Cassandra – Setup, CQLSH and Python

First, we need to set up Cassandra in your local machine and start doing some basic operations using its Python driver.

You can download open-source Apache Cassandra from here. There are a few steps to check that you have the right read/write permission for the directories that Cassandra might use. However, it looks like it worked out of box for me.


You can start Cassandra running in local mode like most Apache project does by running command

bin/cassandra -f

where option -f will start the project in foreground. Then there will be hundreds of lines of logs printed to the screen, giving the user some information about how much memory it has been allocated, where it is loading the configuration from, etc.



Now congratulations! You have your first Cassandra “cluster” (single node) running. Now lets start by using the cqlsh(Cassandra Query Language Shell) to do some basic database operations. Let’s leave the previous terminal session running and run command `bin/cqlsh` in a new tab. So this is place where you can start writing your favorite SQL-ish commands to interact with Cassandra.

First, we might wonder what is the equivalent of ‘show databases’ in SQL so we can create a database to get started if there is no default database. In Cassandra, or even in NOSQL world, they tend to avoid using the name database, like Mongo, HBase, so does Cassandra, they use something called keyspace. The query language for Cassandra is extremely similar like SQL from MySQL. As you can see from the screenshot below, I checked there was no keyspace preexisted before and I just created a new keyspace named mykeyspace and then I created a dummy table with three columns firstname, lastname and ssn where ssn is the primary key.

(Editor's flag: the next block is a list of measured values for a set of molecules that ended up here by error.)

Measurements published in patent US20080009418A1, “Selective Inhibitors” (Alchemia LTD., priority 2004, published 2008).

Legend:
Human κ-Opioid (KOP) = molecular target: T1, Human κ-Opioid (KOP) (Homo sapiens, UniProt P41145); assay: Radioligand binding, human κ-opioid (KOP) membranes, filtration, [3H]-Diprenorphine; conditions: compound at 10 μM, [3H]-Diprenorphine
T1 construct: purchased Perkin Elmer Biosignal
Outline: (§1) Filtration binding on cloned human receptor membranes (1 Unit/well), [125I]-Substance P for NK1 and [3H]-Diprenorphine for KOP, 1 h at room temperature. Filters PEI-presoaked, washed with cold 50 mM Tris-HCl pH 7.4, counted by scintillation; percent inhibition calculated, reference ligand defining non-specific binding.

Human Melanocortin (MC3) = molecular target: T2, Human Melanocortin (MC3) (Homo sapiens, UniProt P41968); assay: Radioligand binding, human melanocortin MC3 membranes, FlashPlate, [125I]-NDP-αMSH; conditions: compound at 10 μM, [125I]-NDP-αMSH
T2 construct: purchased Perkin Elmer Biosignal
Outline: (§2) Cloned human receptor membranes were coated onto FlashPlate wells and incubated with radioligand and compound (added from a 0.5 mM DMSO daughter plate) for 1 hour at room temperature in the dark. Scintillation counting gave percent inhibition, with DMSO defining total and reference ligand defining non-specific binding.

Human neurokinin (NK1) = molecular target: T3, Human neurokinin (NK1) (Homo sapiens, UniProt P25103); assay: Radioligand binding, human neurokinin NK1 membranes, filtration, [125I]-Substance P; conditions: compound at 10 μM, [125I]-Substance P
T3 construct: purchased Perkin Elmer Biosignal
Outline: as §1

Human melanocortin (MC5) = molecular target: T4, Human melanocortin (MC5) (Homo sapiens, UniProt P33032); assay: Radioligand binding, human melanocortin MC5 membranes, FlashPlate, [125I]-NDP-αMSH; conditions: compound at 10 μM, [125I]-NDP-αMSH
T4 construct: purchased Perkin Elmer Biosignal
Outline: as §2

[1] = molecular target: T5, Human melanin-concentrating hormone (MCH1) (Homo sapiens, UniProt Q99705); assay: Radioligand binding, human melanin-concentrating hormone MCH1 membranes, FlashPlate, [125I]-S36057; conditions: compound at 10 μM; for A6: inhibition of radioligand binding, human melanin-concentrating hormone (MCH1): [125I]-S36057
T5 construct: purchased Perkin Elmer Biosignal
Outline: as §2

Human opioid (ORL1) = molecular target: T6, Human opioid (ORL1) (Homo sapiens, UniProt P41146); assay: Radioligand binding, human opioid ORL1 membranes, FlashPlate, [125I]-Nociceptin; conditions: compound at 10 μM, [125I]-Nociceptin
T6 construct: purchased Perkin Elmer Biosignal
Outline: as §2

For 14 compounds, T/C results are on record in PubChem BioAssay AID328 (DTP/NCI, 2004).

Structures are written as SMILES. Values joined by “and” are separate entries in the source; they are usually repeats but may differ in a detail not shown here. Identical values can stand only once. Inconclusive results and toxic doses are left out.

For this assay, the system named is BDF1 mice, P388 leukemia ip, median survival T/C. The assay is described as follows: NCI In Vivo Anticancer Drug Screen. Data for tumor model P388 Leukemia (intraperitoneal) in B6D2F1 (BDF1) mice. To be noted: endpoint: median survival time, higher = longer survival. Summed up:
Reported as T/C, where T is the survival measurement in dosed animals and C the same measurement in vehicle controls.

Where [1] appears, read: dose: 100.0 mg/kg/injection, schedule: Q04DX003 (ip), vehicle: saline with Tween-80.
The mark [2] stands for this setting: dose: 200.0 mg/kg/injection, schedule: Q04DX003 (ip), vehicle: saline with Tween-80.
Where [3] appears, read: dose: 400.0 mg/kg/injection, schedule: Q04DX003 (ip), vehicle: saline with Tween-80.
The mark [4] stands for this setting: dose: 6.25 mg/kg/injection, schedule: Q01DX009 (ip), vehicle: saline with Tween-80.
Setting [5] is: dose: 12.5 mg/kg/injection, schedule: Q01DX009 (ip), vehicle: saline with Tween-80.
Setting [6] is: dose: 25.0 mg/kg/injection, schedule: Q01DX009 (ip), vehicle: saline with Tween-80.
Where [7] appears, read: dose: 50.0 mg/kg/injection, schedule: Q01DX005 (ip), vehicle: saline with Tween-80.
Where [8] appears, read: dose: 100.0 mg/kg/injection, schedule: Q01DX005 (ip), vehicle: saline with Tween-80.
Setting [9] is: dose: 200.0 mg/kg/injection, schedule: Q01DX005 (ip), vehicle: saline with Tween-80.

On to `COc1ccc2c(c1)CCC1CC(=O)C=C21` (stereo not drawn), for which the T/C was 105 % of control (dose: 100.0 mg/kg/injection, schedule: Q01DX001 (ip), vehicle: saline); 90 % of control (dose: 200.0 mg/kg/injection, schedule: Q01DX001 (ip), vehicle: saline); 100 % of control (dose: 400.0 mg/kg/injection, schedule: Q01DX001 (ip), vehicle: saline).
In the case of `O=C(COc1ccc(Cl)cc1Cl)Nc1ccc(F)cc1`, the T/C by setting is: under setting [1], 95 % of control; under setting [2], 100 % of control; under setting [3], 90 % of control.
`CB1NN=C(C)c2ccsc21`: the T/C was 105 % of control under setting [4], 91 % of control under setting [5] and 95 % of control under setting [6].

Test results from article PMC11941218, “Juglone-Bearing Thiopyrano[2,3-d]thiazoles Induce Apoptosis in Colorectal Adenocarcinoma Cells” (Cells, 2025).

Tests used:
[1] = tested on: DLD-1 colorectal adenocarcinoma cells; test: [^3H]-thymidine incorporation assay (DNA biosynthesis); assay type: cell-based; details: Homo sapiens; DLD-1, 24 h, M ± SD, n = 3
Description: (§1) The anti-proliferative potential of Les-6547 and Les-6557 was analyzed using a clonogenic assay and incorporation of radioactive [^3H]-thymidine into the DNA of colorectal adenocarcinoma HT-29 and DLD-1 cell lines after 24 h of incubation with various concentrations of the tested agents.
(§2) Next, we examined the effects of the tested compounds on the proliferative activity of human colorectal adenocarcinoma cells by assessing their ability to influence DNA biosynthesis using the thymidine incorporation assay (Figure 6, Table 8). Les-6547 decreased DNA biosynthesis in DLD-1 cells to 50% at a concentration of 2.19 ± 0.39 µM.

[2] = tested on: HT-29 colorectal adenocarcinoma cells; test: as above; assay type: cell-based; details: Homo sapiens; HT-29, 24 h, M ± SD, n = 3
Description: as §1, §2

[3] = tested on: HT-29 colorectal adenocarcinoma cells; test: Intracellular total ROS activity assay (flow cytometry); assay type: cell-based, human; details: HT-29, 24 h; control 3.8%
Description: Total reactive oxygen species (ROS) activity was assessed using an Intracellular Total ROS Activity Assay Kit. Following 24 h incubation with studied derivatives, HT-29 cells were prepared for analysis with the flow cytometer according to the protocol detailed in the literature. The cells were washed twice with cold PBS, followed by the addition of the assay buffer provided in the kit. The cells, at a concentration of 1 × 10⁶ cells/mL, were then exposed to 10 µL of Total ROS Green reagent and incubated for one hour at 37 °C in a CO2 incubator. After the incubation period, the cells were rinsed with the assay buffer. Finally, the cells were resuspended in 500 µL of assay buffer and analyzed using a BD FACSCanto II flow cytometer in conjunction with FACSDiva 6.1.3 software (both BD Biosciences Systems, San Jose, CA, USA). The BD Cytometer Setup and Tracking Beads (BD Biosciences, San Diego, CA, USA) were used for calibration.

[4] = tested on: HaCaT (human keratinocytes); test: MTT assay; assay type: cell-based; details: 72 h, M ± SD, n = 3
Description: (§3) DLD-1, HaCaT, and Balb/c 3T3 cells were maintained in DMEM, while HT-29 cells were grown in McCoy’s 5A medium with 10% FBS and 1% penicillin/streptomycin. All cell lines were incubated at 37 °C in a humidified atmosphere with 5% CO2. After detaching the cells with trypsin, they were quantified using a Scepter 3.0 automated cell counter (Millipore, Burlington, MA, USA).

As you can see, this is basically SQL and you can do create table, insert, update and delete as you have done in SQL… Here is another screen shot of some CRUD (create, read, update and delete.) operations I did.


To learn more about how to map your SQL to CQL, refer to the documentation at Datastax from here.

Now let’s write a Python application to auto generate 1 million records and insert it into Cassandra.

I am using the Cassandra Python driver from Datastax, you can access the source code from github. They have also pushed it to pypi so you can install from pip directly by running `sudo pip install cassandra-driver`  (make sure you also have libev installed). You can refer to this tutorial from datastax to get quickly started.


I was totally spoiled by the flexibility in Python that you can enclose single quotes by doubles and vice versa. I was wondering there was something wrong with my CQL command and in the end, I need to enclose the inserted values by single quotes and that is all I need.




It took me about half an hour to insert 1 million rows into Cassandra, you can try it yourself using this Python script.

One interesting is that I clearly have inserted 1 million records in there, however, looks like the count(*) only returns 10K records which is only 1% of what is actually there…

It is confusing me so much.


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